77 minutes of video
77 minutes of audio
29 pages of transcripts
In this webinar on How to Become Part of an Editor’s Stable, we’ll look at how to build those relationships with editors with copious quotes right from the sources that I’ve drawn from editor panels at recent events with major newsstand titles represented.
As part of a series of questions on our coaching program, I received this inquiry over email earlier this week that I know affects many of you:
“How quickly can people make a regular income in the freelance travel writing world? I’d really like to quit my part-time job so that I can dive into travel writing full time .”
We’ve looked before at some different options for creating recurring work–especially doing blogs and other types of travel content marketing for travel brands and companies–but this week I want to talk to you about how to do that with editorial writing, as that seems much “harder.”
I had several weird experiences around how “it’s impossible to earn a full-time living writing for travel magazines” a few years ago.
When I first became a freelance travel writer, I knew how to ghostwrite and write for the web from a past job, but I knew nothing about journalism. I took an on-going writing gig writing for a magazine doing its news briefs and spent a ridiculous amount of time each day putting together 200-to-300-word pieces.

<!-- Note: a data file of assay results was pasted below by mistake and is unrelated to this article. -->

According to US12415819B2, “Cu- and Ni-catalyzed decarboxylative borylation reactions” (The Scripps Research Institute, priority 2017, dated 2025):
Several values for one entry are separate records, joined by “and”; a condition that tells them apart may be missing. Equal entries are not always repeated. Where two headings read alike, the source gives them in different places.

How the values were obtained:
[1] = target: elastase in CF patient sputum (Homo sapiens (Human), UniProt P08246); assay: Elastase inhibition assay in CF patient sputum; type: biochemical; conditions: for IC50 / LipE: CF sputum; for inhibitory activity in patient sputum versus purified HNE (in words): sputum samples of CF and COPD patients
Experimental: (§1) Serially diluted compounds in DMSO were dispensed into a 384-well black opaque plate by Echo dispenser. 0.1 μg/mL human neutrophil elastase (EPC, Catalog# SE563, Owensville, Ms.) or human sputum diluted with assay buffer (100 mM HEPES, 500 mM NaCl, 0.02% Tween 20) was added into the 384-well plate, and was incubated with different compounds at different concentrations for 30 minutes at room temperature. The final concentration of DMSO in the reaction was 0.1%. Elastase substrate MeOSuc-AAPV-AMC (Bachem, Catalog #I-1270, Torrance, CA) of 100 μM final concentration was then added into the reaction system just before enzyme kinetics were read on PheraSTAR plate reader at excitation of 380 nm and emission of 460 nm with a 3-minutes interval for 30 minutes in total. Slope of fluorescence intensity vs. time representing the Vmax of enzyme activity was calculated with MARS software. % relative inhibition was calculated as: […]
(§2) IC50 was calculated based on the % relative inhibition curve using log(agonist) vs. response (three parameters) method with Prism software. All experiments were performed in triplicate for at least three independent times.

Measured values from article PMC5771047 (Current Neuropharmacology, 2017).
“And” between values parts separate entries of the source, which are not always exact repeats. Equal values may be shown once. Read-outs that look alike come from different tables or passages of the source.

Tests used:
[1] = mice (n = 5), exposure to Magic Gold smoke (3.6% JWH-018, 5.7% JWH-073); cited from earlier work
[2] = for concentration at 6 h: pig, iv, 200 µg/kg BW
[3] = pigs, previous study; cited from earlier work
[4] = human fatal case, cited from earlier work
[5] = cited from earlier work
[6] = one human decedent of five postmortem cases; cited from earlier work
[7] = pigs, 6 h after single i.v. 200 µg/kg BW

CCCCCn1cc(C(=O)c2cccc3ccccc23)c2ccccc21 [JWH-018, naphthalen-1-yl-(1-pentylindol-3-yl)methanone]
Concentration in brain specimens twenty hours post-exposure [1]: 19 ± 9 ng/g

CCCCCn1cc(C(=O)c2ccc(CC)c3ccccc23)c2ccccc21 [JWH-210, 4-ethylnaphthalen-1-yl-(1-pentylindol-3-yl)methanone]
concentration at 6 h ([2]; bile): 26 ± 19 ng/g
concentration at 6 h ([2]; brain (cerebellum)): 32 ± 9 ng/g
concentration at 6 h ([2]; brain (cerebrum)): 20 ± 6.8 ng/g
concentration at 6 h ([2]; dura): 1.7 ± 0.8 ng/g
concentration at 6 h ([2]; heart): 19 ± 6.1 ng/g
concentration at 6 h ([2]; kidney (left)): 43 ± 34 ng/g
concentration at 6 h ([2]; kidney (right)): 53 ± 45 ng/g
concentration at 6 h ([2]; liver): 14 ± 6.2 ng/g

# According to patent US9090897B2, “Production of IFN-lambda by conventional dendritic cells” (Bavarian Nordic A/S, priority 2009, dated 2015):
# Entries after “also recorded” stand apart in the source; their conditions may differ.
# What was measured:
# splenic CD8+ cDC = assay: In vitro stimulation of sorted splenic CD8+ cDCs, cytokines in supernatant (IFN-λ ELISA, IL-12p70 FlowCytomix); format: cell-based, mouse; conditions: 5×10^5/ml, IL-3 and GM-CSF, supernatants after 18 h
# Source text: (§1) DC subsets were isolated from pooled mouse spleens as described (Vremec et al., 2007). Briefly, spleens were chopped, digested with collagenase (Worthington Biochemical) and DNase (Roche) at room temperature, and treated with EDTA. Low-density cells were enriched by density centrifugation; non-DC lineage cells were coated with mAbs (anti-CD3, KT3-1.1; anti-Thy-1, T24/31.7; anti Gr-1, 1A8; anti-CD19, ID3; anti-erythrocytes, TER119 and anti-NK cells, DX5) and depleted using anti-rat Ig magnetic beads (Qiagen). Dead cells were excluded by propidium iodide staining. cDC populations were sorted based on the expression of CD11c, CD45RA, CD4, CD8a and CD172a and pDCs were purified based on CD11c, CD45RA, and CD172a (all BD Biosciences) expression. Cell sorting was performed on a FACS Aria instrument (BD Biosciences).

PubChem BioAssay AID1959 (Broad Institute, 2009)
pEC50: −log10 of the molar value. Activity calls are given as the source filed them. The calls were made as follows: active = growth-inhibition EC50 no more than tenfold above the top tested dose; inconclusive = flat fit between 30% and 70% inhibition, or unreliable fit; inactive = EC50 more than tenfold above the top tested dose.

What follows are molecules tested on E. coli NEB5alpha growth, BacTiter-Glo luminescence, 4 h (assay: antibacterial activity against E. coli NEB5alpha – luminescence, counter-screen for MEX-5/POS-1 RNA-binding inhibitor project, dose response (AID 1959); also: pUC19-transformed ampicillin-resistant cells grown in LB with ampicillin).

It just wasn’t my style. I was trained in the journalist’s inverted pyramid. But, at the time, blogging and writing online weren’t really “legitimate” writing, so I thought this was what I had to do to be a freelance writer.
Fast forward about three years, and after going to back, happily to writing blogs for travel companies for several years, I had started to inch back into writing for editorial outlets, because I had finally found a way to make it pay reliably: writing for the same three or four magazines exclusively, doing at least one if not more pieces for them each month.
When I attended blogging conferences and said, “Actually, I primarily write for magazines these days,” I received a lot of responses of the “it’s impossible to earn a full-time living writing for travel magazines” variety.
But the weird thing wasn’t just that I was doing it very comfortably and happily, but that the people who weren’t had never even pitched a newsstand magazine before. They had just “heard” that you couldn’t do it.
I want to hear a more encouraging side of things and have that be the narrative running around in your head telling you what you should and shouldn’t do. Not just my side of the story though–I want you to hear it from the editors who hire freelance writers themselves.
In this webinar on How to Become Part of an Editor’s Stable , we’ll look at how to build those relationships with editors with copious quotes right from the sources that I’ve drawn from editor panels at recent events with major newsstand titles represented.
– what the stable is and why you want to be a part of it
– the best ways to become part of the stable
– when you SHOULD NOT become part of a stable